• JoomlaWorks Simple Image Rotator
  • JoomlaWorks Simple Image Rotator
  • JoomlaWorks Simple Image Rotator
  • JoomlaWorks Simple Image Rotator
  • JoomlaWorks Simple Image Rotator
  • JoomlaWorks Simple Image Rotator


Southern Women's Show

Staffing Solutions of Lewisburg


Lyons-Chevrolet, First Commerce Bank, Blalock Plumbing and Electric, Ok Tire and Brake, Saddle Creek Golf Club


Marshall Medical Center Offers Tips On Keeping Sleeping Babies Safe

LEWISBURG, TN — About 4,000 infants die suddenly and unexpectedly each year in the United States. About half of these deaths are attributed to SIDS (Sudden Infant Death Syndrome). 

SID is defined as the sudden unexpected and unexplained death of an infant less than one year of age. It is the leading cause of death for infants one to 12 months old, according to the Centers for Disease Control and Prevention.

 Marshall Medical Center (MMC) has some tips on how to keep babies safe while sleeping: 

  • Place babies on their back, not on tummy or side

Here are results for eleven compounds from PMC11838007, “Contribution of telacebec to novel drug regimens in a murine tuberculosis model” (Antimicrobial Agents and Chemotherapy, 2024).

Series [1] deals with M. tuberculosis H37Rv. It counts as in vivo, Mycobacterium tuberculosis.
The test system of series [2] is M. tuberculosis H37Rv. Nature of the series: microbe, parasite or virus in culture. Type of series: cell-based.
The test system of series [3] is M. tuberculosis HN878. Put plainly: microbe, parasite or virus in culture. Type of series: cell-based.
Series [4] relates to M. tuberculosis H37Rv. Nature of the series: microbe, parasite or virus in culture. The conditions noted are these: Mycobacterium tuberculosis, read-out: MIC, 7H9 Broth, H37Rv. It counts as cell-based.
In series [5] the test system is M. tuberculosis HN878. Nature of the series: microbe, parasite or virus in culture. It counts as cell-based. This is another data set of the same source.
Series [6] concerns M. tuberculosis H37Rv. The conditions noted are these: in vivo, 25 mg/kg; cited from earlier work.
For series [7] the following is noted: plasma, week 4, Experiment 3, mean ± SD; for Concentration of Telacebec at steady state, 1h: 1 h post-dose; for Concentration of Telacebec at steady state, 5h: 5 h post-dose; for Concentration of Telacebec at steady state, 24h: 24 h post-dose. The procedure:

• Keep the baby’s head and face uncovered on a firm sleep surface covered by a fitted sheet
  • Babies should have in their own safe sleeping place in the same room with an adult caregiver for the first six to twelve months
  • Give your baby a dry pacifier that is not attached to a string for naps and at night
  • Keep soft objects, toys and loose bedding out of your baby’s sleep area
  • Do not let your baby get too hot during sleep
  • Your baby should not sleep in an adult bed, on a couch, or on a chair alone, with you, or with anyone else 

MMC also wants you to know studies have shown that the last few weeks of gestation are vitally important in a baby’s development because major organs including the brain, lungs and liver are in the final crucial stage of growth. For more information, contact your OB/GYN or pediatrician. 

“Electing to carry a baby to 39 weeks greatly improves the infant’s chances for good physical and developmental health. Infants delivered before they reach a term of 39 to 41 weeks have a greater risk of respiratory and other complications,” said pediatrician Dr. William See III, a physician on the medical staff of Marshall Medical Center.